Workshop tales, trials and disasters.
Maintenance tips, techniques and myths.
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12 posts • Page 1 of 1
not sure if this is the right place to ask about this, but I think that it would be healthy for this forum to have a wheelbuilding thread. I've noticed that other forums seem to have one and it looked like a great idea to me. Opinions?
I'm not fond of forum proliferation, one I liked is whirlpool where posts can be categorised which can the be clicked like a sub forum.
But there has been a few threads recently on wheel building....
As I understand it there are forums, sub forums, threads and posts. This is a post that's part of the the thread that usernameforme created. So, looks to me like we now have a wheelbuilding thread. Yay
Despite being an aged crone I only just got round to building my first wheelset a few months ago. There are a couple of posts about it in the thread I started a while back about an old bike I'm building up.
Precis; Roger Musson's book is gold. Building his truing stand isn't too hard, it's cheap and it works a treat. The wheels I built on it are symmetrical, for an SS frame, I've yet to do an asymmetric build but Musson's methodology is as clear for asymmetric builds as symmetric.
Well... since someone has added a resource to this thread, I might as well add my own
I think that Sheldon's article is quite good. Mike T's aricle is also useful.
For parts, I use bdopcycling.com and bikehubstore.com - these are the cheapest sources I have found so far.
If anyone was thinking about a cheap trueing stand, I've tried this one, for $35 it works well and you can build wheels with relative ease.
My tips for beginners:
-Stick with brass nipples
- don't use superlight weight rims (400g and below)
- standard lacing patterns and spoke counts (32 3x, 24/28 IF YOU MUST)
- get a proper spoke wrench
- avoid double butted spokes
Sounds like pretty good advice to me. One thing I don't follow: why the advice to avoid double butted spokes? I've never tried building a wheel with them, so I don't disagree, but most of what I've read on the subject says that they are a good thing. Just curious...
It's harder to feel spoke wind up (or torsion) with butted spokes. However, butted spokes are superior as they allow more elongation when stressed so that the load is spread to other spokes rather than the rim (which could lead to cracked spoke holes).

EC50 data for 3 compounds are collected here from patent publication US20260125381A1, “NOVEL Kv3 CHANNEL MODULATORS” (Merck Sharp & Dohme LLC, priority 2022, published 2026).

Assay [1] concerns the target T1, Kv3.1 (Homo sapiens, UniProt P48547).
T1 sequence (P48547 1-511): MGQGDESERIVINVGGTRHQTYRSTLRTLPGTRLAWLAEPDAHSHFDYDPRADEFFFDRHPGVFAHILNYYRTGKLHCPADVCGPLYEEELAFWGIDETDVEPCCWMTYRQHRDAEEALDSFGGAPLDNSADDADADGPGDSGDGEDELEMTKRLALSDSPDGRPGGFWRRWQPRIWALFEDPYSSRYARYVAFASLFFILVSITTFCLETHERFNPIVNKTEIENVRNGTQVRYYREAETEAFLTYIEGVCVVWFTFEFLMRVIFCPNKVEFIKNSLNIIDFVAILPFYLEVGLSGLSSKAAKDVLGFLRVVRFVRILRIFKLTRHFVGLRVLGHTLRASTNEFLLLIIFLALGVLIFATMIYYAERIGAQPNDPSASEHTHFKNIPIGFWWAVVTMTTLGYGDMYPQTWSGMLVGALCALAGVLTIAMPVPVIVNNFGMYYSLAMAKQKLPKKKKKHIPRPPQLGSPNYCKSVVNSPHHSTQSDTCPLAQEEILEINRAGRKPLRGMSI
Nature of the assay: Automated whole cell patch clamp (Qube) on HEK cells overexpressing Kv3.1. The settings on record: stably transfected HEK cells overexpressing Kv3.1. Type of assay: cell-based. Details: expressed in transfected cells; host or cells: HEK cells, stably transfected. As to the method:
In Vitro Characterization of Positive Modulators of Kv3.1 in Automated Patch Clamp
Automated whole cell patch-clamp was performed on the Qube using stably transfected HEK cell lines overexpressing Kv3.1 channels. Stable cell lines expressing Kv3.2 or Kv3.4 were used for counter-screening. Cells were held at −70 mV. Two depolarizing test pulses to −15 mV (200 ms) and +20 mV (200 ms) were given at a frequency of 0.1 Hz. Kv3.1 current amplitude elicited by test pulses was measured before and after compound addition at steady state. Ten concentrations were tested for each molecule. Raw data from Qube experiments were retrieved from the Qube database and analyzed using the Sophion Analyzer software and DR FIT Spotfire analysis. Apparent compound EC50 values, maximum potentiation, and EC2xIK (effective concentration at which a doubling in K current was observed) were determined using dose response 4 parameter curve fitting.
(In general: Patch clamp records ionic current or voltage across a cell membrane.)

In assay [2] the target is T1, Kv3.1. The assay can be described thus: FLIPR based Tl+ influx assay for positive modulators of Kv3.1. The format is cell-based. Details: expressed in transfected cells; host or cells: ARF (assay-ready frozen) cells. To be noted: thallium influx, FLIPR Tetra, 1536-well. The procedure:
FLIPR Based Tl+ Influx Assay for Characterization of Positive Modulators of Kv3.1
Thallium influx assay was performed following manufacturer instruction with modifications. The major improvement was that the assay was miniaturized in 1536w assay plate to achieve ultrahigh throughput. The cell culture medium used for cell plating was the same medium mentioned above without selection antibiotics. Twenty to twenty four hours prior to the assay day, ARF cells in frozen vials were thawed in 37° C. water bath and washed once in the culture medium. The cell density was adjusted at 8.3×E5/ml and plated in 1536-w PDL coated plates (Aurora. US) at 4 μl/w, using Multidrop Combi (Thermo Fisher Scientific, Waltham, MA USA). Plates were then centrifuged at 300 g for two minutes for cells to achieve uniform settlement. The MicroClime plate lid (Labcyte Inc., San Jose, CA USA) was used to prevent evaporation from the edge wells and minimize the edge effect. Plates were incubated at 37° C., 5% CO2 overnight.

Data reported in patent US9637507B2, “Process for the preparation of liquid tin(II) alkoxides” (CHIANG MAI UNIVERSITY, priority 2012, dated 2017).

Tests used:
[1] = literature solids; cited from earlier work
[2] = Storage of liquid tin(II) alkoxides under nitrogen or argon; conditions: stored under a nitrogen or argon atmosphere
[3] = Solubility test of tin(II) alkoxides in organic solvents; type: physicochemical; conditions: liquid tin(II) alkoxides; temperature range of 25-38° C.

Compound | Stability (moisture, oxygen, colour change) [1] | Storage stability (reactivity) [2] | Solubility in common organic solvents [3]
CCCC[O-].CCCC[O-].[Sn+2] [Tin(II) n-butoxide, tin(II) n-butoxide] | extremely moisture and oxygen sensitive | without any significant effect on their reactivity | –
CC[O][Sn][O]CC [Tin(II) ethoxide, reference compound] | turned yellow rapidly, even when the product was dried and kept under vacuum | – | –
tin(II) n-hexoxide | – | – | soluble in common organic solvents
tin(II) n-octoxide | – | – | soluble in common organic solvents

+1 to the post above, beat me to it. I'd personally start building with bladed spokes so you can see/prevent the spoke windup, but the cost is a bit prohibitive.
Never built a wheel myself but if wind-up is an issue, how about spraying one side of the spokes with cheap hair colour? Should come off easily enough.
I've never thought of that KB, If the hair colour doesn't damage the spokes that might be a simple way to gauge spoke wind-up. Wind-up isn't the biggest issue out there, but if you can see it why not? The only drawback I can think of is that you won't be able to hold the spoke in place like you do with bladed spokes.
I don't find SWU a big issue, particularly with lubricated threads. I tend to hold the body of the spoke with my left hand whilst I turn the key with my right. That way I can feel any SWU and correct for it. That being said I do like semi-bladed (and expensive) spokes like CX-rays. (to me bladed means having to cut slots in the spoke holes of the hubs) My next build will be with semi-bladed spokes which are not CX-rays but cheaper.
If there is to be a wheelbuilding thread is it to be:
wheelbuilding engineering) "this is my method" leading to discussions of whether 2 cross is better than 3 cross, which method of stress relieving is best, or even necessary or
wheelbuilding art) "please admire my latest project",with photos of wheel porn, and discussions as to whether red or black looks faster or
wheelbuilding economics) "I got parts from these sources", leading to discussions of which stores are best to get which products from or
wheelbuilding planning) "what parts should I choose?" leading to discussions of carbon v aluminium, No. & type of spokes, shallow or deep rims, eyletted or not and whether a rail-trail is really off-road etc.
There are probably lots of examples of each of these which could be resurrected.
Speaking of spoke nipple lubricant, I should add that to my tips for first timers. I personally use linseed oil, it works as a lube when its wet, and when it starts drying out it starts locking the thread. The downsides I've noticed are that it smells terrible (to some people, I'm used to it from when I used to play cricket), and if you leave the build for a while and the oil dries out, it makes your job much harder as it acts a bit like a thread-locker.
12 posts • Page 1 of 1
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